We had originally planned on stopping at the Marquesas anchorage on the way back but the weather suggested we continue on to Key West. We didn’t have a slip reservation and didn’t have communications until about 90 minutes out. We finally were able to raise Galleon Marina and snag a slip for one night at $6 a foot! The most we have ever paid for a marina slip!
As we turned towards the marina we heard Securite calls one after another. These were from boats entering and leaving Key West Bight, where our marina was. As we got nearer we saw the amount of commercial and other traffic moving about the narrow bight. So Paul got on the radio and announced our own arrival.
Once tied up Sian took Bella ashore, to find sign after sign asking boaters to take their dogs off the resort! Then once off the resort there was not a single blade of green grass in Key West! There were thousands of people downtown and on the board walks. Party boats were jammed, with very few masks! We were really uncomfortable, so decided to leave the next day.
Day 28. Saturday March 20.
We decided to leave for Marathon rather than spend another day in KW. Our decision was later confirmed when we heard that Miami had been flooded with Spring Breakers and a state of emergency had been declared with road closures and curfews put in place. We felt that Key West should have done the same, it was a zoo!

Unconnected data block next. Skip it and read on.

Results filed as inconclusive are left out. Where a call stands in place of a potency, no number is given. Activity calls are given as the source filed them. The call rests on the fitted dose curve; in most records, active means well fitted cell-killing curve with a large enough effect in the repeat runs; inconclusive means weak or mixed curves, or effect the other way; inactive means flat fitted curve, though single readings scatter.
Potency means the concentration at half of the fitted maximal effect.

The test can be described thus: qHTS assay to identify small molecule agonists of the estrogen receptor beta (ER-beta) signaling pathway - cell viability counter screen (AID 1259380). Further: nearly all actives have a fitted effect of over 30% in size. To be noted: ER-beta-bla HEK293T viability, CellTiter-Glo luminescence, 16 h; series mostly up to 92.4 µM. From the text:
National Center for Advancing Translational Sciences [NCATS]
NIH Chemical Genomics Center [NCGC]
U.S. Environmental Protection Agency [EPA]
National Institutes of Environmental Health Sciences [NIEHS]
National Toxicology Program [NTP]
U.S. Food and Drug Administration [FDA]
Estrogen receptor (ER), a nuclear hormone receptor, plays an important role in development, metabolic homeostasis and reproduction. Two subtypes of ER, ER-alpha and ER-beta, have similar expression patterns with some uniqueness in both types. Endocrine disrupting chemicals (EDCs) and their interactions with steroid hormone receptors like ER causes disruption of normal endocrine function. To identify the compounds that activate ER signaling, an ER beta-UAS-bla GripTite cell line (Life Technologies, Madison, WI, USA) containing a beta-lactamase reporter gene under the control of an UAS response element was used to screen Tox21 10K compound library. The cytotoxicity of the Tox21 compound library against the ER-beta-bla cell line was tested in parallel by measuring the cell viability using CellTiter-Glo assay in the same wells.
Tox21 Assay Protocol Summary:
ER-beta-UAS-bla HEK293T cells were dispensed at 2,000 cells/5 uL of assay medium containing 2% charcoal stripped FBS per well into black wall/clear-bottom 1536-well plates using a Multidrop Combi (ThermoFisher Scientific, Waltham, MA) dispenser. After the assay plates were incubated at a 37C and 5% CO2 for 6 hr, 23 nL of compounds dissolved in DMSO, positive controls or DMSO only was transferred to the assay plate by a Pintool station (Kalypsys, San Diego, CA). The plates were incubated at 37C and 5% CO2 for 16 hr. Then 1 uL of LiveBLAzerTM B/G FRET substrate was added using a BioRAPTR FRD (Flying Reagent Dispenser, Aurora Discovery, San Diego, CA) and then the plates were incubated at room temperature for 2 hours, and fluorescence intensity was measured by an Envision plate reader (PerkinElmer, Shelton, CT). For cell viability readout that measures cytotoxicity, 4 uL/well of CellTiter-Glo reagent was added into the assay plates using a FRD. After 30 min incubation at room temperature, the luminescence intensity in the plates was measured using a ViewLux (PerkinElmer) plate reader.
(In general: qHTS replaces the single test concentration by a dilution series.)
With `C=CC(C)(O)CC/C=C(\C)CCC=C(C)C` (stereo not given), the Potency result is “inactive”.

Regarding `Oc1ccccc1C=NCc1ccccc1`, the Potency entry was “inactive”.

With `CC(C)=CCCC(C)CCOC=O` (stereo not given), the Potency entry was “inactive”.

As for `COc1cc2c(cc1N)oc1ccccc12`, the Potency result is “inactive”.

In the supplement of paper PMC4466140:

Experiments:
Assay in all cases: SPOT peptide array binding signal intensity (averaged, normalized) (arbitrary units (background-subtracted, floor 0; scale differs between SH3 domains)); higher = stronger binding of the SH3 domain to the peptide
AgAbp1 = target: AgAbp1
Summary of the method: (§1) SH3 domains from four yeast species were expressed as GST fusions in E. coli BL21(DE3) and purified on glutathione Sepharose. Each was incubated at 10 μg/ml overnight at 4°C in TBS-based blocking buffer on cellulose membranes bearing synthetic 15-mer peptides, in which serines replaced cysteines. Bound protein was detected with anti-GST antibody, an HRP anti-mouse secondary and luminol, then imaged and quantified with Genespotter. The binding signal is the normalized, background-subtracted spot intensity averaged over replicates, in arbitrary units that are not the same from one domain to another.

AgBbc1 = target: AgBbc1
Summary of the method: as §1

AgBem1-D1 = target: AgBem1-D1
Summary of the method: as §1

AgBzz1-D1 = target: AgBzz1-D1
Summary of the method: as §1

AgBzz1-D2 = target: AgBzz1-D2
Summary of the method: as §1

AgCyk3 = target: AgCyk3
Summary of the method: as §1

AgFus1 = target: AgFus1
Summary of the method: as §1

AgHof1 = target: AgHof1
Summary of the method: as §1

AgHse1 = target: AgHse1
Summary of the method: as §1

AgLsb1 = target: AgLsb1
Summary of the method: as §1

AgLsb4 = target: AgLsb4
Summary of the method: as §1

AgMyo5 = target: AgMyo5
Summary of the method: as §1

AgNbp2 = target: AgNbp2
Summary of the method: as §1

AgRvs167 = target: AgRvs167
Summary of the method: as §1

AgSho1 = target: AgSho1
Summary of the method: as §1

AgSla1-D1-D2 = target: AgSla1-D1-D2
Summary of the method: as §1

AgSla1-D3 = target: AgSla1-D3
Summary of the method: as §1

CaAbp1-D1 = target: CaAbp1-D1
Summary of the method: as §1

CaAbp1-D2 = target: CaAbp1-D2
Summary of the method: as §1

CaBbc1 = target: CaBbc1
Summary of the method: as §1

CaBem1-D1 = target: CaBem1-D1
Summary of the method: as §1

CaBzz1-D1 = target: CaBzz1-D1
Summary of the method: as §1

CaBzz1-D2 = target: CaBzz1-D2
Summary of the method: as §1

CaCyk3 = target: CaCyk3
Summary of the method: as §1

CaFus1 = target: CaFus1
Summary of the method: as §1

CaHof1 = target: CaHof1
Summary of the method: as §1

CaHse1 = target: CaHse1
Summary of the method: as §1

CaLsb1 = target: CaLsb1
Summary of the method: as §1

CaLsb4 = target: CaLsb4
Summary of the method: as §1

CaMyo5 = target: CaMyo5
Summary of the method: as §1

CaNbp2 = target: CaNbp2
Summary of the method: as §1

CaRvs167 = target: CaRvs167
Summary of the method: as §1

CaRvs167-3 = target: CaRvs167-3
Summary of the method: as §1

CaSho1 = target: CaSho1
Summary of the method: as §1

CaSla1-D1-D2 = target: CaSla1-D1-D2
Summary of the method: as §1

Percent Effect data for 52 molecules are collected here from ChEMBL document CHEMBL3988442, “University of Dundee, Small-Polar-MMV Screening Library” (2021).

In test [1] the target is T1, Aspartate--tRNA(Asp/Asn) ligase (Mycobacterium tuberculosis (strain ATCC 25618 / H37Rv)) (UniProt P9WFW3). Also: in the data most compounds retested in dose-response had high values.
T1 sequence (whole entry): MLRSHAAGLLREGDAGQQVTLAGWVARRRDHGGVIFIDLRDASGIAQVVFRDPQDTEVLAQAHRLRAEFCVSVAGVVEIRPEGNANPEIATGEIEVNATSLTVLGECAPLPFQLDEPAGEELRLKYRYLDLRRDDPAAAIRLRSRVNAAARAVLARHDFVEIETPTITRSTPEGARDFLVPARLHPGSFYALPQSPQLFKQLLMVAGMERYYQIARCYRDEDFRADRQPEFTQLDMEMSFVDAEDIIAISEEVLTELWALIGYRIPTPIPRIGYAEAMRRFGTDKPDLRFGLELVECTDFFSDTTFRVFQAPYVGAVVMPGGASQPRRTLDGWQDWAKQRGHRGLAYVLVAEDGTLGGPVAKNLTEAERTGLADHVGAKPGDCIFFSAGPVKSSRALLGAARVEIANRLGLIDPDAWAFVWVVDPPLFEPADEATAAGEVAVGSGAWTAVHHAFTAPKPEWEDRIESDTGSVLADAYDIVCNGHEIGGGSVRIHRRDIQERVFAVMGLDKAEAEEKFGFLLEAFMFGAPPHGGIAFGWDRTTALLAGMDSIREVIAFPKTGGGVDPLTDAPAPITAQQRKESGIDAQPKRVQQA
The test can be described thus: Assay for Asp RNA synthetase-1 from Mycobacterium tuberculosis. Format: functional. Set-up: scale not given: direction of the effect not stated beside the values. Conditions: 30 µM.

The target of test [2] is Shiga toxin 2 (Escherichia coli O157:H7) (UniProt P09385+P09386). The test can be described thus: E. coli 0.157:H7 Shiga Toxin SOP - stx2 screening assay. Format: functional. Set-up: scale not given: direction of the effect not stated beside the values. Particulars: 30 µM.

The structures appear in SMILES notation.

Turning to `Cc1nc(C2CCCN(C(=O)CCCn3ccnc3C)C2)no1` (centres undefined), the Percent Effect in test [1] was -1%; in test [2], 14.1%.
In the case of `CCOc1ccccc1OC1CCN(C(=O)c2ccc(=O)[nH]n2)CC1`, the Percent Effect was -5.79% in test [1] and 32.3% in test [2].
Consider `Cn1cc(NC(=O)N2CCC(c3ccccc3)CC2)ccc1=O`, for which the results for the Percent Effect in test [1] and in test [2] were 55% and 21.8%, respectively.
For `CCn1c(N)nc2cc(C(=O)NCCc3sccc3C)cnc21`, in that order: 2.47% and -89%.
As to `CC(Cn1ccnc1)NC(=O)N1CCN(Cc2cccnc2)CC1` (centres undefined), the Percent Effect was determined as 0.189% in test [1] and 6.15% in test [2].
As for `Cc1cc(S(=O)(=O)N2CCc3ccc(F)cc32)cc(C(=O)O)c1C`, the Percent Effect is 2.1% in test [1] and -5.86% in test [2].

We still hadn’t decided if we were going to go back through the Keys and Florida’s east coast or go up the west coast, spend some time at Captiva Island before crossing Lake O and back home that way. We were leaning to retracing our tracks through the keys and the east coast when we both got a call from the vaccine hotline. They were booking shots three days out. We had to tell them that we were not home and wouldn’t be until early April. They noted that and promised to call back at a closer date. That made up our minds to take the shorter route home as Sian had a flight coming up at the end of April and having both shots before traveling would be great. So back up through Florida’s east coast was it!
We had hoped to spend a couple of days in Marathon Marina and Resort, but they were full. We also tried Faro who were also full. So we went into Marlin Bay again for a couple of days.
A couple of hours after we tied up a boat came in two down from us. We had spoken to them the last time we were in the marina. We went down to have another chat. And to our surprise they thanked us for “rescuing” the captain when he needed to get a tow back to the mothership back in the Dry Tortugas!! What a very small world!
Week four completed!
Week fours photos below, click on the gallery and either click through them one by one or run a slide show.